Fraudsters have become increasingly skillful at getting people to share the information they need to commit fraud by posing as the government, a local business, a friend or family member, or a representative from your financial institution. Scammers may try to reach you by email, call or text message, or on social media platforms. If they are calling or texting, some scammers may even manipulate the Caller ID to make it look like the number is coming from a legitimate source (also known as spoofing). With their techniques becoming more savvy, how can you avoid becoming a victim of fraud? The best defense is to stay ahead. Follow these fraud prevention tips to help you stay one step ahead of fraud during the new year and beyond.
Know who you're doing business with
With any transaction you conduct, make sure you know who you're dealing with. Check with your state or local consumer protection agency and/or the Better Business Bureau (BBB) to verify the credibility of a seller, charity, company, or organization. Always be on your guard, especially if you're unfamiliar with a person or organization. If you receive a call or text, don't reply directly to that number as it could be a spoof. Always make sure you are calling or responding to the number found on the organizations verified website.
Make payments the safest way
Credit cards are the safest way for you to pay for purchases online. You can dispute the charges if you never get goods, services, or if the offer was misrepresented. Additionally, using a credit card for online purchases can limit the risk of scammers gaining access to your money because it's not linked to your checking or savings account like a debit card is.
Guard your personal information
It's become common place to receive spam calls, texts, emails, or messages, from fraudsters pretending to be from companies that you do business with or the government. Often times the message is urgent and claims to need your attention right away. They may state that they need to "verify" your personal information, that you owe a debt that needs to be paid now, that you've won a prize but need to give them information or pay "shipping" to claim it, etc. Use caution when providing personal and financial information to anyone. Never share your PIN, CVV code, Social Security Number (SSN), or login information with anyone. An institution that you already do business with will not contact you asking for account details and information that they already have.
Beware where you share
Be wary of unsolicited emails or messages
Unsolicited emails or personal messages are often fraudulent. The best approach to dealing with unsolicited emails or messages is to delete them or mark them as spam. Replying to an email or message, especially if you don't know the sender, may verify that yours is a working email and could result in even more unwanted messages from strangers.
Fully understand the offer and resist pressure
A legitimate seller will give you all the details you need to know about the products or services they offer, including, the total price, delivery time, refund and cancellation policies, and the terms of any warranty. If details are missing or the seller is unable to provide you with the necessary details that you need, it may be a sign of a scam. Additionally, you should be wary if you are put into a situation where you're pressured into making a decision right away. Legitimate businesses and charities are glad that you are considering doing business with them and will be happy to give you the time you need to make a decision. Always take the time to stop, research, and think.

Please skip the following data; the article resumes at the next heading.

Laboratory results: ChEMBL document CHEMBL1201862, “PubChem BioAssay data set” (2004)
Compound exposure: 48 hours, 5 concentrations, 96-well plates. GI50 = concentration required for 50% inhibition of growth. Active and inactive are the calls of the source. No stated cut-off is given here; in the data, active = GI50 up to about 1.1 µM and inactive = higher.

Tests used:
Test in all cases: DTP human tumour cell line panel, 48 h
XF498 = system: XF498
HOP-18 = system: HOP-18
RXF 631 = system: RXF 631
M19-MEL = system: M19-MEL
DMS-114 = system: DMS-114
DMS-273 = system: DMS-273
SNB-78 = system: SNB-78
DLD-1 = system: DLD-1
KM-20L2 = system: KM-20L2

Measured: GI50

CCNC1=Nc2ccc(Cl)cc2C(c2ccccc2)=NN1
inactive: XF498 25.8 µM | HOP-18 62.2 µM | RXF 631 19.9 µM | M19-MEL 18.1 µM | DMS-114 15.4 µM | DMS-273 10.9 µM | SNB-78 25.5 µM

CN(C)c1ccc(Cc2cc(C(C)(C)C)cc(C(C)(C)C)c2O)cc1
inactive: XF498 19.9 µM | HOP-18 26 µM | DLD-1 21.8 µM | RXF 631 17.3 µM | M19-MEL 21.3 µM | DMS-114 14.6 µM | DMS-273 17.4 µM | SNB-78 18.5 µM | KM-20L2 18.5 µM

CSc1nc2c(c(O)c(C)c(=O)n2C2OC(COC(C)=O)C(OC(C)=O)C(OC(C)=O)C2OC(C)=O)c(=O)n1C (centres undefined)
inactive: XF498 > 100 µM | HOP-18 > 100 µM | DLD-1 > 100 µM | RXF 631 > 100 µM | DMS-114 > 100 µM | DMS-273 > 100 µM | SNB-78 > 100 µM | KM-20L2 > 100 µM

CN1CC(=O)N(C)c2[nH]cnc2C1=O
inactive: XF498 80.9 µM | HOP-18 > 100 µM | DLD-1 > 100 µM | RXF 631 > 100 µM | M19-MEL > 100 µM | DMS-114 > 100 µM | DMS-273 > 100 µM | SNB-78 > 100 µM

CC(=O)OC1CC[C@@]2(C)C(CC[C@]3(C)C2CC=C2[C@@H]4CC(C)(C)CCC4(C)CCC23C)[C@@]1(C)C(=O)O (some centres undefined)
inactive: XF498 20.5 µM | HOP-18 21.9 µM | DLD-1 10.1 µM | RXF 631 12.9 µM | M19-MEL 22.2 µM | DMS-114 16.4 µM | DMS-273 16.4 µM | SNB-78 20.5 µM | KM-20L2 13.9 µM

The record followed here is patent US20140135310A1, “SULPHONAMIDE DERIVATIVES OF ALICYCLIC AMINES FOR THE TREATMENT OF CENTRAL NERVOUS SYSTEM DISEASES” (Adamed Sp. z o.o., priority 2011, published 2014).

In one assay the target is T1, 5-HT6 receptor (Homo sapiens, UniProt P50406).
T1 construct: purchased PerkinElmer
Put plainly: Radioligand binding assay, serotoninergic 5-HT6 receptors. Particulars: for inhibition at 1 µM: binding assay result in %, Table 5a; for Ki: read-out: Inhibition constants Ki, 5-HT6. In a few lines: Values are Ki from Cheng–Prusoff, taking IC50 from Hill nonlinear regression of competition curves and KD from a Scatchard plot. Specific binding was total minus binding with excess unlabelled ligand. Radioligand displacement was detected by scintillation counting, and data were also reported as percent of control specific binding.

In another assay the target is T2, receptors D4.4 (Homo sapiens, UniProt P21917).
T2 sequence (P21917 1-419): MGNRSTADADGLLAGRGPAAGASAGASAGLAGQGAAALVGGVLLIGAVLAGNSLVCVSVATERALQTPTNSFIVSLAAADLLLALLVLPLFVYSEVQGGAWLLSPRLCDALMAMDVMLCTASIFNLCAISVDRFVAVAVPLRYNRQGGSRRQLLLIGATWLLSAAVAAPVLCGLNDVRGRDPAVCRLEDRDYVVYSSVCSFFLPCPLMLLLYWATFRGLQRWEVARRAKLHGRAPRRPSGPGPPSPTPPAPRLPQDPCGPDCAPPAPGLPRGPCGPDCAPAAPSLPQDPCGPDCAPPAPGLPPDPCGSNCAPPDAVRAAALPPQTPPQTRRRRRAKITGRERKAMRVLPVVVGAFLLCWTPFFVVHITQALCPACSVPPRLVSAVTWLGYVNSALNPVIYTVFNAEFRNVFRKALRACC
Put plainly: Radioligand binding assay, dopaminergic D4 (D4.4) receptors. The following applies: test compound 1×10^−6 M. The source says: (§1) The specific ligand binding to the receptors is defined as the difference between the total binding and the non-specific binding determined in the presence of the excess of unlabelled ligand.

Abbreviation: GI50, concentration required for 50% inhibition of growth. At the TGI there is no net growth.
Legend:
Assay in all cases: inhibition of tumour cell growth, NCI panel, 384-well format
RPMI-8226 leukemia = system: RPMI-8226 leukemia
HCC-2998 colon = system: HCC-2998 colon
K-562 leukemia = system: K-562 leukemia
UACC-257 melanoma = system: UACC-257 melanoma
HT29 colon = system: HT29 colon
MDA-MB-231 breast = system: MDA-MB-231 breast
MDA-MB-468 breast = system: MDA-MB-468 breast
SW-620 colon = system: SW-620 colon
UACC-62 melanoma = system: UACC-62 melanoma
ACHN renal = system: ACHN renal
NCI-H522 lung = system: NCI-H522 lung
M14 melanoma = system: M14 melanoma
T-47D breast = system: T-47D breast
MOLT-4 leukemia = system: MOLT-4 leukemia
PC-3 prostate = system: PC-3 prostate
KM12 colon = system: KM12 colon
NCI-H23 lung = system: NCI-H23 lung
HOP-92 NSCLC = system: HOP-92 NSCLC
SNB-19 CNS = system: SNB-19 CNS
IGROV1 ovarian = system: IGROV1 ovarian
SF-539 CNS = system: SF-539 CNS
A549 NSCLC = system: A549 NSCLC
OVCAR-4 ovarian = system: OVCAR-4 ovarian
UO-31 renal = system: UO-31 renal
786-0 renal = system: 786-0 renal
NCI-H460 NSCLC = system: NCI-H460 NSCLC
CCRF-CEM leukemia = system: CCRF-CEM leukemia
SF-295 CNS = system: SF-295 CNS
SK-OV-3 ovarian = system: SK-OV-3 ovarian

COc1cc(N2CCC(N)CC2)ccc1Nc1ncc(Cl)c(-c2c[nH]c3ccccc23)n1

Don't believe promises of easy money
Claims that you can earn money with little or no work, make money on an investment with little to no risk, won surprise cash, or can get a loan or credit card even if you have bad credit, is probably a scam. Often, offers that seem too good to be true, are actually too good to be true.
Monitor your accounts regularly and keep your contact information current
Review your paper or estatements, login Internet Banking, or use the Members First Credit Union of Florida mobile app to view your account activity and check your balance. You can also take control of your Members First debit card with the CardValet app or your Members First credit card with the SecurLOCK Equip app. Monitoring your accounts regularly will help you quickly spot errors or suspicious activity. Additionally, keeping your contact information current with Members First will ensure that we're able to swiftly notify you if we detect unusual activity on your account.
Check your credit reports
Regularly check your credit reports for errors or to make sure no new accounts were fraudulently open in your name. You are entitled to a free copy of your credit report from each major credit bureau — Equifax, Experian, and TransUnion — once every twelve months. Staggering your requests from each bureau is a good way to help you monitor your credit throughout the year. To request a free copy of your credit report go to annualcreditreport.com.
Steps to Take If Fraud is Detected
If you think you're a victim of fraud or identity theft, act swiftly.
- Report the identity theft to Members First Credit Union of Florida immediately.
- Use your mobile device to turn your debit card off with the CardValet app or turn your credit card off with the SecurLOCK Equip app.
- Cancel your payment card(s) to prevent further fraud transactions.
- Balance your account for accuracy by looking at your statements or viewing your account activity on Internet Banking or our Mobile Banking app.
- Contact the three major credit bureaus — Equifax, Experian, and TransUnion — to place a fraud alert or credit freeze on your credit file.
- File a report with the Federal Trade Commission (FTC).
- File a police report and send a copy to your creditors.
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